- To provide more evidence as to whether antibiotics are necessary for all exacerbations (worsening of symptoms) caused by non-cystic fibrosis (CF) bronchiectasis.
- To run a large national, multi-centre, double blind, 2 part, randomised controlled trial for children with non-cystic fibrosis bronchiectasis to determine:
- If Azithromycin or Amoxycillin-Clavulanic Acid compared to placebo, improve the resolution of respiratory exacerbations on day 14.
- If daily Azithromycin is non-inferior to Amoxycillin-Clavulanic Acid in achieving resolution of respiratory exacerbations on day 21.
- To determine the role of viruses and other respiratory pathogens in children with non-CF bronchiectasis in relation to exacerbations.
Once thought rare, bronchiectasis is now recognised as a significant disorder. It affects one in 68 Indigenous Australians, as well as non-Indigenous children and adults living in urban and remote Australia. It is increasingly diagnosed in children and adults with ‘difficult asthma’ and chronic cough. Effective management of bronchiectasis, particularly prevention of severe exacerbations, is associated with improved long term lung function.
Evidence from well conducted intervention studies is scarce. There are no trials for the treatment of exacerbations in children with non-cystic fibrosis (CF) bronchiectasis. While some clinicians assume that antibiotics are necessary for all exacerbations, others do not. More evidence is needed to resolve the controversy, highlighting the importance of the Bronchiectasis Exacerbation Study Trial (BEST).
The trial is being conducted in five sites around Australia:
- The Queensland Children’s Respiratory Centre (Brisbane)
- Menzies School of Health Research (Darwin)
- The Royal Children’s Hospital (Melbourne)
- The Princess Margaret Hospital for Children (Perth)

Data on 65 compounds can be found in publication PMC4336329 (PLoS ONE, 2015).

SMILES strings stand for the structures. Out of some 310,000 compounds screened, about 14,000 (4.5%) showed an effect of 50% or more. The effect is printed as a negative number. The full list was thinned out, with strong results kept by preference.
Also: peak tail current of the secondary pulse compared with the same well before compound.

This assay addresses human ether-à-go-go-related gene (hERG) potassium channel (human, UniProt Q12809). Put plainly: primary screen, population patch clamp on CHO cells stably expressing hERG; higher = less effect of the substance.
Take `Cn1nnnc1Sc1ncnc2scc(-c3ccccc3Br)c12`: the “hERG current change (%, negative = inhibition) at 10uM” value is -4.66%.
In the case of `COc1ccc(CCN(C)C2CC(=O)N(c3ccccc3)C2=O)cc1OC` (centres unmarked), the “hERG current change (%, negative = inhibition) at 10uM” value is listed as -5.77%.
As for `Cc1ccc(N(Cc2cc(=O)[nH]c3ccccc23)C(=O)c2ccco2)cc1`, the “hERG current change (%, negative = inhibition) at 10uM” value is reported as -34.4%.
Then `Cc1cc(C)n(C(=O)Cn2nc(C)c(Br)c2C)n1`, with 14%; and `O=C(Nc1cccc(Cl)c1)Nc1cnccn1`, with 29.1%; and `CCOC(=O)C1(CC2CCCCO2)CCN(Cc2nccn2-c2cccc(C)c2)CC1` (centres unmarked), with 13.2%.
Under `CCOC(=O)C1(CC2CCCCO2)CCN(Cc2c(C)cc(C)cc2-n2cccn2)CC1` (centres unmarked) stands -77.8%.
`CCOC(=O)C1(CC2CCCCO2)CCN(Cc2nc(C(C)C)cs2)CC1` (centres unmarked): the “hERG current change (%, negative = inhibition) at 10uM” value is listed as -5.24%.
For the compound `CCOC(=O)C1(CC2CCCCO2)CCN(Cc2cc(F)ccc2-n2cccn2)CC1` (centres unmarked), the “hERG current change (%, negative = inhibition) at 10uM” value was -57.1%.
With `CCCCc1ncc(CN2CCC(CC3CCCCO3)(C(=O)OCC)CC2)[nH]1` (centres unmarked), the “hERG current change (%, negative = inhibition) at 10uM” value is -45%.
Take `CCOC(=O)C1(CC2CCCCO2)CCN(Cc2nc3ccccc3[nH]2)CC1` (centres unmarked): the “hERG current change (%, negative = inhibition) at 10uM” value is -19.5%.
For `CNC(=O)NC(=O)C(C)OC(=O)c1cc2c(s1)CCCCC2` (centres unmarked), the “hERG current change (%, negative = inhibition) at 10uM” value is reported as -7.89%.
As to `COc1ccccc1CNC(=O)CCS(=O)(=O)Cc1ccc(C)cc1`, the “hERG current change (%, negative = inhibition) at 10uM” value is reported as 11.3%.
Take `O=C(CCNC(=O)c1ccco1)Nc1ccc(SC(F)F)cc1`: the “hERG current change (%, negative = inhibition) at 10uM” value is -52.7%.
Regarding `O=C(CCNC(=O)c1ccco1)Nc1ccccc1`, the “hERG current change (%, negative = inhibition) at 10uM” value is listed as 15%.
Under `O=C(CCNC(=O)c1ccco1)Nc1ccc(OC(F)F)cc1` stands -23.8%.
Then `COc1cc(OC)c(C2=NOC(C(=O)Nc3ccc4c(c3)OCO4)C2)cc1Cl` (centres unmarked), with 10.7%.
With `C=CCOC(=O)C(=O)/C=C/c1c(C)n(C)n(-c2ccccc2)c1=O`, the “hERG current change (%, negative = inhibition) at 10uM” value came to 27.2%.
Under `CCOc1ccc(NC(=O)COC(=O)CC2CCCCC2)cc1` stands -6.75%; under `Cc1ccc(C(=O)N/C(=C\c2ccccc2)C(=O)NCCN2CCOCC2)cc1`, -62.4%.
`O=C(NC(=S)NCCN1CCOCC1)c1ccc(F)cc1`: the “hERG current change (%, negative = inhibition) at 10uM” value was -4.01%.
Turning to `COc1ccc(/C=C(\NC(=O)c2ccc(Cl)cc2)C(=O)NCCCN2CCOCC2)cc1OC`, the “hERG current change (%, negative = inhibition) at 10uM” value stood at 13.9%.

- The Children Hospital at Westmead (Sydney).
Implications for policy and practice:
This study will add to the body of evidence regarding the use of antibiotics to prevent exacerbations caused by non-CF bronchiectasis.
Our research has found:
The trial is ongoing.
The study commenced in 2012 and is scheduled for completion in 2014.
- National Health and Medical Research Council (NHMRC).
- Professor Anne Chang, Menzies School of Health Research
- Professor Peter Morris, Menzies School of Health Research
- Colin Robertson , Royal Children’s Hospital, Melbourne
- Keith Grimwood, Queensland Children’s Medical Research Institute
- Peter Van Asperen, The Children’s Hospital at Westmead
- Andrew Wilson, Princess Margaret Hospital, Perth
- Kerry‐Ann O’Grady, Queensland Children’s Medical Research Institute
- Theo Sloots, Queensland Paediatric Infectious Disease Lab
Paul Torzillo, University of Sydney.
- Chang, A.B., Grimwood, K., Wilson, A.C., van Asperen, P.P., Byrnes C.A., O’Grady, K.A., et al (2013). Bronchiectasis exacerbation study on azithromycin and amoxicillin-clavulanate for respiratory exacerbations in children (BEST-2: study protocol for a randomised controlled trial. Trials, 14, 53.
- Chang, A.B., Grimwood, K., Robertson, C.F., Wilson, A.C., van Asperen, P.P., O’Grady, K.A., et al (2012). Antibiotics for bronchiectasis exacerbations in children: rationale and study protocol for a randomised placebo-controlled trial. Trials, 13, 156.